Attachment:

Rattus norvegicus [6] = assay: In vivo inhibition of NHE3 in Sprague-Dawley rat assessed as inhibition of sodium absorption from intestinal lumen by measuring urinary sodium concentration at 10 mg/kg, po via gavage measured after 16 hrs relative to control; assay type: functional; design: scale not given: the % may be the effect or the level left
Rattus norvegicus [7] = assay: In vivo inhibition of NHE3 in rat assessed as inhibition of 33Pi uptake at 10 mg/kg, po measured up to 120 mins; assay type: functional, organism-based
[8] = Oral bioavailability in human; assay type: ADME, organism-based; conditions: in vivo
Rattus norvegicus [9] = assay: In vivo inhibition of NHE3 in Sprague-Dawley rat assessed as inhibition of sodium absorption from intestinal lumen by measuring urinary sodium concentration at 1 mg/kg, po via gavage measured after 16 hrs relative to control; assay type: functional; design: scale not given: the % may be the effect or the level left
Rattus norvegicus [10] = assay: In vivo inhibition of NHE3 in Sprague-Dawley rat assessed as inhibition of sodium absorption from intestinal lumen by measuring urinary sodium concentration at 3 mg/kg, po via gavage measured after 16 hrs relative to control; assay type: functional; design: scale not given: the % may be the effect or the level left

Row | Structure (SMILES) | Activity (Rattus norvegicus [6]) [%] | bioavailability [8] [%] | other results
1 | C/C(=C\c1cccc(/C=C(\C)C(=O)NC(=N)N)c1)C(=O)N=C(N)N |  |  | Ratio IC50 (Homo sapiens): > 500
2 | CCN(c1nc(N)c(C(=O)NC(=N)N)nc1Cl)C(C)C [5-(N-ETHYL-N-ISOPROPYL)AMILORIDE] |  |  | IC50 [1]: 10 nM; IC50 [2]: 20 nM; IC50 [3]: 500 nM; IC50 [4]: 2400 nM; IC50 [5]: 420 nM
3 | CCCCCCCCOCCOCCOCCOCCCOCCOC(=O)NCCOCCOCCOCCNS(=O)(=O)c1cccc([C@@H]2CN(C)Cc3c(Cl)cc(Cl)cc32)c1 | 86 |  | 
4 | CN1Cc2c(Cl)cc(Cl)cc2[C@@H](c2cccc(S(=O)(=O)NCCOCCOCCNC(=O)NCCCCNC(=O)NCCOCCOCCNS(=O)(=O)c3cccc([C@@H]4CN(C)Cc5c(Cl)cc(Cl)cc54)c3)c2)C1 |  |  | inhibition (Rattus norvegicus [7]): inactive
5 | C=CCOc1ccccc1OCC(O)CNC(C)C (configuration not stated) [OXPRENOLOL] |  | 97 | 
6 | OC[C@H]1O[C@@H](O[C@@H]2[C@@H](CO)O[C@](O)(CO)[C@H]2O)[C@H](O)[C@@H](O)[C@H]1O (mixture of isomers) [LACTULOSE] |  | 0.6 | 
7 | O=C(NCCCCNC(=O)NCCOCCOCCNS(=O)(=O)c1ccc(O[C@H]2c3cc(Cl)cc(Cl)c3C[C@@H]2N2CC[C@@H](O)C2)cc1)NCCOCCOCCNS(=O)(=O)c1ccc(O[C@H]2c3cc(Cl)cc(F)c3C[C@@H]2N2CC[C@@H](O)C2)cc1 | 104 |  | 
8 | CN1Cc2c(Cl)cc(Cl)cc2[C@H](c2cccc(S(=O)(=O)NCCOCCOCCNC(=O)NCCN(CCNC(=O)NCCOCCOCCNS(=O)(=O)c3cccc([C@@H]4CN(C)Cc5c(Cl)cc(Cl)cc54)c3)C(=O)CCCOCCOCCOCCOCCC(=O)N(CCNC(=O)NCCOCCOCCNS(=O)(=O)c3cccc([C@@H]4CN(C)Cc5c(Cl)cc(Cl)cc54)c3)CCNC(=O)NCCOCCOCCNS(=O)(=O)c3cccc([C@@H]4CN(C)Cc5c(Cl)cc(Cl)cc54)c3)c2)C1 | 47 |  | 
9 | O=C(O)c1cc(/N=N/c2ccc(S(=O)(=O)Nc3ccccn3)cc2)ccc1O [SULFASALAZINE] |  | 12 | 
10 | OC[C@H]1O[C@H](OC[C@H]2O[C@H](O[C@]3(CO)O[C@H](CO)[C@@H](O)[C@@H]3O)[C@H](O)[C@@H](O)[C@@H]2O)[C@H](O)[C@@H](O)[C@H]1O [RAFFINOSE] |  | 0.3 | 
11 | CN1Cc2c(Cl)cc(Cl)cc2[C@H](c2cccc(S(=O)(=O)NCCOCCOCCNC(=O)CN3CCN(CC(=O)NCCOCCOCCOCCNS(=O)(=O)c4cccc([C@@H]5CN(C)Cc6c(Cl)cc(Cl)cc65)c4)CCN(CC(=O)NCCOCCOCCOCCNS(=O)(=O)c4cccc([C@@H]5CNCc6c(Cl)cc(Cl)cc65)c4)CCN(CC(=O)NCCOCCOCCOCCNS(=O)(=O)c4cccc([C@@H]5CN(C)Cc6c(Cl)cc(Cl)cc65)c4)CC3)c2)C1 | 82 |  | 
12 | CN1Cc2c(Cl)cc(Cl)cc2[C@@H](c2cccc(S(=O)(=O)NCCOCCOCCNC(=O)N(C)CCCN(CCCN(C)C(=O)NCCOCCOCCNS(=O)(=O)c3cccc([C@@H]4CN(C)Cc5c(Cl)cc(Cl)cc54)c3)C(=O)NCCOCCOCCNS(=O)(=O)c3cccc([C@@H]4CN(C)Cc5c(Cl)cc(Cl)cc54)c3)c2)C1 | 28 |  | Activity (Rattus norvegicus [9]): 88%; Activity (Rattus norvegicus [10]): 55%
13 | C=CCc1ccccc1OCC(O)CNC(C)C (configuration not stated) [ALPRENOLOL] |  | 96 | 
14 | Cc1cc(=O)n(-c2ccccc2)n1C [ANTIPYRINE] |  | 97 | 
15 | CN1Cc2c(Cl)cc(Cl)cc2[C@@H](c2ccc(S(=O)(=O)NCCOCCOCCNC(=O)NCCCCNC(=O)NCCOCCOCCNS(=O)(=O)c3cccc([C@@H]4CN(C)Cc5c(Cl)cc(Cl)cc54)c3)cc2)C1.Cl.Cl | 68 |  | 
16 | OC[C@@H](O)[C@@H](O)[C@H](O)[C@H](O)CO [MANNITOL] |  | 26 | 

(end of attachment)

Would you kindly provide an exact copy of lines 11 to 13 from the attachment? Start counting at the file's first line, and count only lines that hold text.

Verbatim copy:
5 | C=CCOc1ccccc1OCC(O)CNC(C)C (configuration not stated) [OXPRENOLOL] |  | 97 | 
6 | OC[C@H]1O[C@@H](O[C@@H]2[C@@H](CO)O[C@](O)(CO)[C@H]2O)[C@H](O)[C@@H](O)[C@H]1O (mixture of isomers) [LACTULOSE] |  | 0.6 | 
7 | O=C(NCCCCNC(=O)NCCOCCOCCNS(=O)(=O)c1ccc(O[C@H]2c3cc(Cl)cc(Cl)c3C[C@@H]2N2CC[C@@H](O)C2)cc1)NCCOCCOCCNS(=O)(=O)c1ccc(O[C@H]2c3cc(Cl)cc(F)c3C[C@@H]2N2CC[C@@H](O)C2)cc1 | 104 |  | 